Stand-alone classrooms and labs

Modular classrooms can be utilized to upgrade office space in a district. Some districts focus heavily on improving their schools, and their administration buildings are often neglected. When modular classrooms are brought in, they can be used as meeting rooms or even as extra offices for different departments.

These structures can also be used as stand-alone laboratory spaces. Whether it’s a computer lab that needs extra security or a chemistry lab that needs to be climate-controlled and separate from the main school building, a modular classroom is an excellent solution.

Extra spaces

With a growing student body comes the need for additional dining spaces and other communal spaces within a school. A modular classroom can be added to an already-existing dining hall or kitchen to make much-needed space in a small area.

With the skyrocketing cost of housing, more students are turning toward dorm living, and some universities are even utilizing these modular classrooms as dormitories. They can be built out in much the same fashion as a traditional dormitory, with built-in furniture and layouts that are optimized to use every inch of space, and the rooms are spacious enough for multiple residents.

Reasons to Choose Modular Classrooms

There are many reasons why someone might choose to build a modular classroom instead of a traditional one.

Portability

Because they are manufactured off-site and transported to the location where they will be used, modular classroom assembly does not involve a cluttered and potentially dangerous long-term construction site on your school campuses. They can be set up in as little as a weekend for temporary use, or a few weeks over a seasonal break for a permanent installation. Because it is quick and relatively mess-free in nature, assembly can also be done while school is in session with very little interference to the overall operations of the school.

Flexibility

Modular classrooms allow for a great deal of flexibility. They can be moved as needed and customized with multiple or individual rooms, architectural details, built-in storage, HVAC, water, sewer, security, and solar panels. Modular classrooms can be used in many different ways and are easy to set up. They usually come in standard sizes and can be put together like building blocks to make classrooms, offices, bathrooms, or even dorms on campuses where more space is needed.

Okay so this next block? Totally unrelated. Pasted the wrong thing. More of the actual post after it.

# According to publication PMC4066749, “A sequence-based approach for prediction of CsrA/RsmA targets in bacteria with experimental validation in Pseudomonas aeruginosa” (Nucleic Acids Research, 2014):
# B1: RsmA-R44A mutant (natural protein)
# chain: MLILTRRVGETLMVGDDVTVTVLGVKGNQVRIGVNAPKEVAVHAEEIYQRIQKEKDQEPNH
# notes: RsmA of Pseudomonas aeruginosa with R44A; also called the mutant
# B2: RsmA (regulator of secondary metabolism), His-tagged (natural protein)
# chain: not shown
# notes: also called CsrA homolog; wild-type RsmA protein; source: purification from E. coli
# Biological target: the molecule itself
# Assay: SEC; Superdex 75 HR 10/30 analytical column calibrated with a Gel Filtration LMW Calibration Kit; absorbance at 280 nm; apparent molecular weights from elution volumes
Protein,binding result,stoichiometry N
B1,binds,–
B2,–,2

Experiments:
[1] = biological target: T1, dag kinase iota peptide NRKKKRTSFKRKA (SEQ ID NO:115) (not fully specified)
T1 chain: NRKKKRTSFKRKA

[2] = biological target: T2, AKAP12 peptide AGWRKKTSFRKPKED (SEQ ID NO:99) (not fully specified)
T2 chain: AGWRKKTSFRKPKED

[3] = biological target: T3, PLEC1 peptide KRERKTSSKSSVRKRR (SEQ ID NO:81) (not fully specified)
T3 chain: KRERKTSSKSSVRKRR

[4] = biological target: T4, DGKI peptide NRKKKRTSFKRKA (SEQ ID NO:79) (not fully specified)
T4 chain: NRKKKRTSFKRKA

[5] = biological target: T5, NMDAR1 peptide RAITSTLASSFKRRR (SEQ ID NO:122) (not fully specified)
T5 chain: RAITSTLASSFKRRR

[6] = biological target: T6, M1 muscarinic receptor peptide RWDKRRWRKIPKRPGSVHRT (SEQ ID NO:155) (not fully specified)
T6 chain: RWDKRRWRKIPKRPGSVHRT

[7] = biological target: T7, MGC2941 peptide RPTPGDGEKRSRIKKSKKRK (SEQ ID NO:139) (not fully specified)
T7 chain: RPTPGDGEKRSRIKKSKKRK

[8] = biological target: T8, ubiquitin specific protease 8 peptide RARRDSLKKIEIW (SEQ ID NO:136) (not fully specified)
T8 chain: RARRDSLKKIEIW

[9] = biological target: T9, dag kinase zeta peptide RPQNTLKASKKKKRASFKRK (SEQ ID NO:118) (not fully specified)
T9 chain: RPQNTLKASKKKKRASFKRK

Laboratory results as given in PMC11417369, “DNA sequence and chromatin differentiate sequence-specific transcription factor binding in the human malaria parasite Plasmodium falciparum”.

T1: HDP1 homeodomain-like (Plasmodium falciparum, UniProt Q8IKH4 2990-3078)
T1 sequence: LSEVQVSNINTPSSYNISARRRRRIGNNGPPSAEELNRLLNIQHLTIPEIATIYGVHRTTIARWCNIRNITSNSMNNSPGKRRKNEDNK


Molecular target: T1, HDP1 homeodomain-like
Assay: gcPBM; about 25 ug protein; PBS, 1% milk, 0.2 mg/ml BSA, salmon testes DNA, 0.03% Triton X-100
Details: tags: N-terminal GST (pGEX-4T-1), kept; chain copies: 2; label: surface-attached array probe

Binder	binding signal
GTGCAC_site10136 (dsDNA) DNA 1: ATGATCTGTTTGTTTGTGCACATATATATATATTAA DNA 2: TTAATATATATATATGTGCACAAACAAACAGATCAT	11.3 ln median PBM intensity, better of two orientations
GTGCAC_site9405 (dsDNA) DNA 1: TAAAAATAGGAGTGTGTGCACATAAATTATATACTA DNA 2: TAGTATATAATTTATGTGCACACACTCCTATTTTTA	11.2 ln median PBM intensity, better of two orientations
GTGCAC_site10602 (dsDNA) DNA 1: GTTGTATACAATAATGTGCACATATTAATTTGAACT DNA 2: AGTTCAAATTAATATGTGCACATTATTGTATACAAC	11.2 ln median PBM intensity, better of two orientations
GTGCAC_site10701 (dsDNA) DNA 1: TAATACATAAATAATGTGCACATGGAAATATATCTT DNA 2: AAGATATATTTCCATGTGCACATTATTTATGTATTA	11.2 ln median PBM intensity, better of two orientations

A cost-effective solution

Also worth noting is that since modular classrooms are pre-manufactured, projects are not likely to go over budget. Almost always, the cost the district pays for a job is the same as what was bid at the beginning, so there are no surprises. With inflation ever upon us, this is especially important. The building is already constructed when it is purchased and the overall assembly time is short, so modular classrooms are not vulnerable to inflation once contracted.

Eco-friendly

It has also been found that modular buildings are better for the environment and make less waste in the long run than traditionally built structures, which make more than twice as much solid waste during construction. These buildings use less energy due to their compact size and modern insulation. A study in Japan found that the energy savings between a modular and a traditional building was enough to mitigate the carbon debt from the construction process in as little as six years.

Better ventilation

Air quality in a modular classroom can be better than in a traditional classroom because they utilize modern ventilation techniques and do not recirculate air throughout an entire school’s heating and cooling system. This could make it so that students who learn in modular classrooms get sick less often in the long run. The Environmental Protection Agency of the United States has also said that when air quality gets better, students do better in school, as shown by their better scores on standardized tests.

Cost Comparison

The cost of a modular classroom is approximately $40–200 per square foot, depending on finishes and features. Compared to the low-end estimate of about $300 per square foot to build a traditional school building, this is a big savings.

All costs, like delivery, lease, and removal, for a basic pre-made and temporary modular classroom setup can be well under $100,000. Most of the time, the classrooms can be ready for full occupancy and use at a site 90 days after the first consultation. A lease can be as little as $20-50,000 per year. This makes it an excellent stop-gap measure in most circumstances.

Conclusion

Modular classrooms have many uses, and they may prove to be the best solution for a space problem a district finds itself dealing with!